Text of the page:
28 U.S.C. § 1447(c) provides that, “A motion to remand the case on the basis of any defect other than lack of subject matter jurisdiction must be made within 30 days after the filing of the notice of removal.”
In other words, after a party (presumably the defendant) removes a case from state court to federal court, there is a 30-day time limit to make a motion to remand (return) the case back to state court.
However, this 30-day limit only applies where there is some sort of defect in the removal to federal court. The 30-day limit does not apply if the federal court lacks subject matter jurisdiction. A case must be remanded to state court if the federal court lacks subject matter jurisdiction, regardless of whether more than 30 days have passed.
Example: 30-day limit applies
For example, let’s say a defendant removes a case to federal court from state court, however, defendant failed to attach a required document to the removal papers. Failure to attach the required document is a procedural defect and 1447 (c) imposes a 30-day limit for another party to move to remand the case back to state court.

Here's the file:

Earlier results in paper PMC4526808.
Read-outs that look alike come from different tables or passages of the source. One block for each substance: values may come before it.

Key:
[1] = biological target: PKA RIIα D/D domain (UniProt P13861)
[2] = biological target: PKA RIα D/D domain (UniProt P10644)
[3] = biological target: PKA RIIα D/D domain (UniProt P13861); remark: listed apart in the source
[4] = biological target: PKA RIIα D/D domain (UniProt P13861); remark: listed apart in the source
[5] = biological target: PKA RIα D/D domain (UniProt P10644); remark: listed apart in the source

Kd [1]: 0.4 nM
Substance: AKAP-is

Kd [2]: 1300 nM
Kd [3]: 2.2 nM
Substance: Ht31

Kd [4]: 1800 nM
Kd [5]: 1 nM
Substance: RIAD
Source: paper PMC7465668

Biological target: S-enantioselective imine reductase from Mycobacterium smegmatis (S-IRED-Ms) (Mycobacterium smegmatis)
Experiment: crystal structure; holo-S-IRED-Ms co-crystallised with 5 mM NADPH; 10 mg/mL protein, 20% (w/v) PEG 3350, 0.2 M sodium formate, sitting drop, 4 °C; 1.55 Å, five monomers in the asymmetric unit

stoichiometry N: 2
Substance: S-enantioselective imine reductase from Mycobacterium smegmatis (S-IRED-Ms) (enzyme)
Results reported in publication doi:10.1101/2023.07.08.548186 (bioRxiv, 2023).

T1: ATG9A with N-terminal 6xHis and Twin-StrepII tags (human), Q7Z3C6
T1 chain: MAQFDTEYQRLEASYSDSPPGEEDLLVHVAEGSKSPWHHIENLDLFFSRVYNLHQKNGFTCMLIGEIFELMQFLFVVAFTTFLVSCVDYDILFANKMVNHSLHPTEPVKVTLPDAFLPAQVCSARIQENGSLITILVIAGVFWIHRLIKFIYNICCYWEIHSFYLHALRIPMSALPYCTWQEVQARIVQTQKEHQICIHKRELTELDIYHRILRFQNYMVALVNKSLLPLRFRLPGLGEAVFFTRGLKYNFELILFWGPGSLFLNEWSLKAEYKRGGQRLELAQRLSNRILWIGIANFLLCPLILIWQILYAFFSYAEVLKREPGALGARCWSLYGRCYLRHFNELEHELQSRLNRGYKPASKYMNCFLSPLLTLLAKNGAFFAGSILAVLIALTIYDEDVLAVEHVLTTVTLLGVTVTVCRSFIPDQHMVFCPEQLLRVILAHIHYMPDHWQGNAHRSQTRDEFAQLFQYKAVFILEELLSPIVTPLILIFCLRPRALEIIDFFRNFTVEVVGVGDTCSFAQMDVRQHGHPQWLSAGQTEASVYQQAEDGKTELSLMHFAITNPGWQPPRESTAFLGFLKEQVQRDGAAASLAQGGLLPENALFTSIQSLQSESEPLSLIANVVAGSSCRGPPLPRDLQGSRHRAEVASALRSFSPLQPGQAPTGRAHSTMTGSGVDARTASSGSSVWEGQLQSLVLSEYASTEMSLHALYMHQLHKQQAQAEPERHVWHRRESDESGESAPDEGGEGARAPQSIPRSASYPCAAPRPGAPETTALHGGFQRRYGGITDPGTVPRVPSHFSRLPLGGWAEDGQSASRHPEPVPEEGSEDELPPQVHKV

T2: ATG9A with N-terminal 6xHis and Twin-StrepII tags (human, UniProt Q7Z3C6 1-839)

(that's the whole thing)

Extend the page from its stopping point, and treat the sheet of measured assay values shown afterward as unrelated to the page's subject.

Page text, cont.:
Example: 30-day limit does not apply
Defendant removes a case to federal court on grounds of diversity subject matter jurisdiction. Among other things, diversity subject matter jurisdiction requires that no plaintiff be a citizen of the same state as any defendant. After more than 30 days it becomes evident that plaintiff and defendant are citizens of the same state.
In this example, a party could move to remand the case back to state court, or the federal court could return the case to state court on its own. When a federal court lacks subject matter jurisdiction the case must be remanded to state court at any point before final judgment. The 30-day limit in 28 U.S.C. 1447(c) does not apply.